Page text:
Can You Ice Fish With A Regular Fishing Rod?

Can You Ice Fish With A Regular Rod
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You can use a regular fishing rod for ice fishing but does that mean that you should? If you already have a regular rod and you do not want the hassle of having to find another rod.

Perhaps it comes down to cost and the added expense of buying new equipment. Whilst you can use a regular fishing rod for ice fishing, it is not always recommended.

If you are foregoing the spearfishing method and want a rod that will do the job, you can get an ice fishing rod for a reasonable price.

Ice fishing requires more specialized equipment than regular, warm water fishing so if you are in it for the long haul, it is worth investing in some more appropriate gear.

After all, you do not want to ruin your fishing trip and your chances of success by using the wrong kit. 

Typically, rods for ice fishing are much shorter (2-4 feet long) than regular rods (5-10 feet long) which allows you to perch closer to the water you are fishing in.

You are also able to grab your fish much easier off the line when it is caught as you are closer to it as it comes out of the water.

As the holes in the ice are often only 8” across, you need a rod that is easy to maneuver around the space.

You also do not want a rod that will make it difficult to use your flasher or camera, if you need to. Ice rods are designed for ice fishing and are therefore the ideal choice for your fishing trip.  

Shorter rods have the added benefit of fitting inside your shelter if you want to have protection from the cold weather while you fish.

Whether you are on a short fishing trip with a temporary structure such as a tent, or a longer expedition and staying in a shanty or stack, you will appreciate having a shorter rod for convenience.

They are also ideal for not getting in the way of your heater and other equipment.

If you are planning on sitting down and jigging the line gently to lure the fish, the last thing you want is a heavier, longer pole getting in your way.

If you are going to use your normal rod, you are probably better off dead sticking so you can feel bites easily. It can be tricky feeling bites under the ice so high sensitivity counts.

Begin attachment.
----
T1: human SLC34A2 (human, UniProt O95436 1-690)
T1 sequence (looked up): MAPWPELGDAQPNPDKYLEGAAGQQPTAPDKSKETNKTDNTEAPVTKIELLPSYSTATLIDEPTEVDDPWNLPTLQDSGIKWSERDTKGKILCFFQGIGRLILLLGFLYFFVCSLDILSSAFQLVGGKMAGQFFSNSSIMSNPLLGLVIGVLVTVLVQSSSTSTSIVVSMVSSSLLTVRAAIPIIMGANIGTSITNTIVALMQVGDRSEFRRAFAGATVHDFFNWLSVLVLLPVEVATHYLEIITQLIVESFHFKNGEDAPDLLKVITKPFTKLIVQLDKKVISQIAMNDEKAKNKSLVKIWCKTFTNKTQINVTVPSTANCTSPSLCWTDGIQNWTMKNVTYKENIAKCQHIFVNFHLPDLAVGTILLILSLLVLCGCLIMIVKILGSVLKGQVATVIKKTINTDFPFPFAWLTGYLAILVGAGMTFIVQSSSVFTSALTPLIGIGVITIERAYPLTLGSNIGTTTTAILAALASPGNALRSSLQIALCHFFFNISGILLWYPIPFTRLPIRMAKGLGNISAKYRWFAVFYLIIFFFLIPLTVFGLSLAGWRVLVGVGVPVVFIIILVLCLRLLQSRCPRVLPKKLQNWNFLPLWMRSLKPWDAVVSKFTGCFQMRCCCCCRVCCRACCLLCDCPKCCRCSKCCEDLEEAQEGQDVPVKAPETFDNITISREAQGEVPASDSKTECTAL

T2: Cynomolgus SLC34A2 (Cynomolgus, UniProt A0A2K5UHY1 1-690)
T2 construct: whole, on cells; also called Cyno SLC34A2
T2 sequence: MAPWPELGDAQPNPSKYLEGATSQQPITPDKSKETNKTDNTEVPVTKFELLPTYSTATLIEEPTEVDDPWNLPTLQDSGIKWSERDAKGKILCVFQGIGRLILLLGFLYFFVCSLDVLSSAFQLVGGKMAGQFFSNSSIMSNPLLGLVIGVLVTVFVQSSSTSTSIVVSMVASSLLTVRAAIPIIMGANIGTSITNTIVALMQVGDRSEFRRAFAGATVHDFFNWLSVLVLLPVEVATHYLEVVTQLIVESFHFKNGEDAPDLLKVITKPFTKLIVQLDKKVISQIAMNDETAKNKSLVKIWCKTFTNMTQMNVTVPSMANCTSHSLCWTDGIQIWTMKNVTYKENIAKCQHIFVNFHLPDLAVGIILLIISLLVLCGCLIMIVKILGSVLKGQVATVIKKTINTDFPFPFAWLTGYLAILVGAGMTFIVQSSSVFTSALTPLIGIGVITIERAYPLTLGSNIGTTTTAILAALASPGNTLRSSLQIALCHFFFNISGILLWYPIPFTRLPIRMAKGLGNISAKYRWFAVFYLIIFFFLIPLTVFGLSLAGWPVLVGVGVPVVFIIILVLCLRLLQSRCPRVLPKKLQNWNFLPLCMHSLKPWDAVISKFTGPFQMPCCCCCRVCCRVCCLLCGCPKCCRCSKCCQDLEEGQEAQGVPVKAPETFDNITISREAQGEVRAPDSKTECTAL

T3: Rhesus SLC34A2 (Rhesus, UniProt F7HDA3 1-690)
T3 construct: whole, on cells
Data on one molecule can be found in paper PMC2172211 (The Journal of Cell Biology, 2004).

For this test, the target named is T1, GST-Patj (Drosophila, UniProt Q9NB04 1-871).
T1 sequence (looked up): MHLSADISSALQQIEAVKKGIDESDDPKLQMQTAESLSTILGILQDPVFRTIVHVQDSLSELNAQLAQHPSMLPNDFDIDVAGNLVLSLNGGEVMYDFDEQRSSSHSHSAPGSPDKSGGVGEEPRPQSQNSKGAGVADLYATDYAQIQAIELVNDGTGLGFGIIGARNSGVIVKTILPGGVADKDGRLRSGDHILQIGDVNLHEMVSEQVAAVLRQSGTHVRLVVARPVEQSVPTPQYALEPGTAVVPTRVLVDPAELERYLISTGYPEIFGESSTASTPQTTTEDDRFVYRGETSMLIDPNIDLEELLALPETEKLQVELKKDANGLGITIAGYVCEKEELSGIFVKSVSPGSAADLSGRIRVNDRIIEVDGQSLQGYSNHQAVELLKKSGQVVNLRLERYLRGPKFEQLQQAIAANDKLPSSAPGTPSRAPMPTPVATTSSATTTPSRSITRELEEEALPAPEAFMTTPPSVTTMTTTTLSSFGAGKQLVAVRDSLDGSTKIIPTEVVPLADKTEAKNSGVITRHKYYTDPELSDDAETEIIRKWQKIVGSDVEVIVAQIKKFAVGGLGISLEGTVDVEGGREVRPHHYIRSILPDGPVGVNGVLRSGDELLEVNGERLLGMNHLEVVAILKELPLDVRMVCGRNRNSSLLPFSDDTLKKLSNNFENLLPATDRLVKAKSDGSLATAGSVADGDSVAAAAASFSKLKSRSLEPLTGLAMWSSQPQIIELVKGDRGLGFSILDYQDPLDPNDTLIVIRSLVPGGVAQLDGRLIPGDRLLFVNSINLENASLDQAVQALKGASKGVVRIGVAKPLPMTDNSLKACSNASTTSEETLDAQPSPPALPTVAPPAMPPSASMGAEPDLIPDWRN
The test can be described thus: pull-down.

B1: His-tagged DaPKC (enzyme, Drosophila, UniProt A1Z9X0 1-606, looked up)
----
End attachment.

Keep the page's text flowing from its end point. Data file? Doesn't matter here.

A bonus of a shorter rod is that you can feel right when a fish bites so you can hook it instantly, due to heightened sensitivity.

You can get close enough to identify the fish, or identify the fish with an underwater camera, and present your bait.

The longer options of the ice fishing rods available will also allow you enough counter room to reel in stronger fish whilst still allowing you to get close to the water.

Unlike open water fishing where you cast your line out, ice fishing only requires you to drop the line straight down through the hole in the ice.

Another issue that can occur with a longer, regular rod is that it can be difficult fighting with a fish that is trying to escape.

If a fish is fighting against the line under the ice, your line can snap on the edge of the ice around the hole. Ice fishing rods offer you greater control and a higher success rate. 

If affordability is your primary concern about investing in a specialist ice fishing rod, then you have some options that might be better suited to you. You can choose to buy a complete ice fishing rod that suits your budget.

These can be found readily online and in fishing, and other outdoor stores for a range of prices depending on skill level and item quality.

However, if you still feel that the cost is higher than you would like, you can choose to keep your original spinning reel, so long as it is compatible.

If you use a regular reel, your line could get tangled, causing you to waste precious fishing time. You are going to want to use a lightweight line.

The best lines to use for ice fishing are braided, monofilament, or fluorocarbon. You can always use your regular rod but please keep in mind the issues addressed above.

It may be a good option for you to try out ice fishing first with your regular rod if it is your first time or if you think it will be a one-off experience.

It is still worth using your most sensitive and shortest rod for convenience. Weigh up the pros and cons for your situation as the chances are, if you are traveling for this fishing trip, you are going to want to make the most of it.   

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